To avoid the fixing of minimum quantities ordered, according to the invention, in addition to full units and part units, small quantities when collected for consignments are made up in stocking units which are treated as full units.
It is useful that the units are transported to the store from the manufacturing plant on pallets. or in containers of a standard size, that they are stocked there and collected so for consignments, in which case only the small quantities and partly the part units on collecting for consignments will change the pallet or container.
Further details of the invention result from the following explanations given on the basis of the drawings and by way of an example of a store suited for the application of the method and the corresponding auxiliary devices.
In the drawings:
FIGURE 1 is a flow diagram from the plant to the consumer;
FIGURE 2 is a roller pallet used in the method described;
FIGURE 3 is a ground plan of the store;
FIGURE 4 shows a vehicle connected to the inlet track for the transport from the plant to the store, viewed in the direction of the arrow y in FIG. 3;
FIGURE 5 is a view of the introducer traversing platform with racks located on both sides of it;
FIGURE 6 shows the removal traversing platform for part units, viewed in the direction of the arrow x in FIG. 3;
FIGURE 7 shows the removal traversing platform for full units with the loading ramp, viewed in the direction of the arrow z in FIG. 3;
FIGURE 8 shows the control system model, and
FIGURE 9 is a perspective view of the store.
I. METHOD OF STOCKING AND COLLECTING OF ARTICLES FOR CONSIGNMENTS FIGURE 1 shows a flow diagram for a single type of article from the manufacturing plant to the consumer or depository, respectively. Stocking units, without any differences on the outside, are jointly transfer-red from the plant to the store or Warehouse and here (still as complete stocking units) get into a full unit stocking section, a part unit stocking section (with complete stocking units as full units, which, however, are designed for removal in fractions), and a small quantity stocking section. In contrast to methods known to this date, thus one and the same type of article is subdivided stockingwise. By this at first a certain complication must be put up with as to the stocking process, which, however, is compensated by an essential simplification of removal efforts. The complication with regard to the stocking process is negligible because the stocking also with regard to part units and small quantities requires little efforts. But removal efforts are essentially lower than in known processes: in which large and smallest quantities must be collected for consignment, and also large quantities can be precision-adjusted, as the major portion of the collecting process for consignments composes of large full units, as another large portion can be collected for consignments in the form of simple fractions of stocking units and can be easily made up into new stocking units, and because only a very small consignment portion (small quantities) must be collected with an expenditure in manual labour and storage space with which in known processes of comparable precise collection of consignments the entire quantity must be assembled.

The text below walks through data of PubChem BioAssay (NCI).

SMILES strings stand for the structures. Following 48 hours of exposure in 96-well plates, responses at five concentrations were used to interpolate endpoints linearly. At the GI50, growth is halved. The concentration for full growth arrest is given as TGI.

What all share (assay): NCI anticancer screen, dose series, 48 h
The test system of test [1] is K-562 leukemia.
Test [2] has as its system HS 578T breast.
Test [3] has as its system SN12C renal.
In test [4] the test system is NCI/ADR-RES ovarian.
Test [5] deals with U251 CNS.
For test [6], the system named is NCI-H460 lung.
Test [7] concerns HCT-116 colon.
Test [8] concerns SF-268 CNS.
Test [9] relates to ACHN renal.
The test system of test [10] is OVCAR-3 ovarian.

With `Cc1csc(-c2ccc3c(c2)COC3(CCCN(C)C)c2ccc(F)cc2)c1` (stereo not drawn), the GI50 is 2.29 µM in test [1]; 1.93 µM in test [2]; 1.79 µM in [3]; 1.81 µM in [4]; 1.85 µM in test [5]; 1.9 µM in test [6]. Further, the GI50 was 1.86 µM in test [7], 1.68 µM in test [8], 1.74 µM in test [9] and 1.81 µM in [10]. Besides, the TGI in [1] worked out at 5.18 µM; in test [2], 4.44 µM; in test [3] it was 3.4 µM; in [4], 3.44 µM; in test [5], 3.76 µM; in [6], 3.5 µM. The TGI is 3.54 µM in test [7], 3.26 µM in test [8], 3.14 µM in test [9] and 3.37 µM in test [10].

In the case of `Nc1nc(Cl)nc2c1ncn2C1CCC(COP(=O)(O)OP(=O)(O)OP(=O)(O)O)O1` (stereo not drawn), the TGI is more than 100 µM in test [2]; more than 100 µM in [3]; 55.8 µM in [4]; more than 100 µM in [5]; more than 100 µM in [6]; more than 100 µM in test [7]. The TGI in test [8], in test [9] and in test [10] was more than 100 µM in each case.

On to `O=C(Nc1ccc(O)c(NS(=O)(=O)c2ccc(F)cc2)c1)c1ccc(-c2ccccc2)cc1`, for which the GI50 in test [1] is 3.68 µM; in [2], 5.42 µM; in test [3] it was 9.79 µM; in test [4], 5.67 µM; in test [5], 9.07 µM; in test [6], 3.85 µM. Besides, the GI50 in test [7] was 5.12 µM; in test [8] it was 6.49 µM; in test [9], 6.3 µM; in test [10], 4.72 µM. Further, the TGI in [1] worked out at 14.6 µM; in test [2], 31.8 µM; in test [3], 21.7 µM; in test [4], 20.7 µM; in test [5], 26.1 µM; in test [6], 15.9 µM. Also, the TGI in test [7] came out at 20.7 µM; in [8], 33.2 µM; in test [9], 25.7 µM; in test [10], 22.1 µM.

Space requirements with the method according to the invention are small as for the most part flow racks can be used.
Full units, stocking units of part quantities and stocking units of small quantities are collected for a consignment (see FIGURE 1) at stores outlet and from there are transported to the consumer.
II. LAYOUT OF STORE (1) Racks In FIGURES 3 and 9 three rack sections can be seen. Section 1 serves the stocking of full units, section 2 serves the stocking of part units, and section 3 is the small quantity store. The racks for full units and part units are flow racks for pallets pursuant to FIGURE 2, each rack comprising storage cells in the form of a pair of rails on which these pallets run. Always four cells or pairs of rails are arranged above each other in the racks 1 and 2.
The racks of sections 1 and 2 have a flow direction and corresponding inclination from track 4 (from which introduction of full quantities and part units is effected) to the full quantity removal track 5 or part unit removal track 6. Pallets introduced into the racks from track 4 because of this inclination automatically roll to the removal end. In order to avoid that the rolling pallets have a too high speed devices can be provided which firstly in the case of too high speeds will have a braking effect and secondly in the case of too low speeds will have an accelerating effect.
One rack rail track is always designed for one and the same type of article only. A shifting to another type of article generally will be carried out only after a complete emptying of the track. Several racks can be designed for one type of article.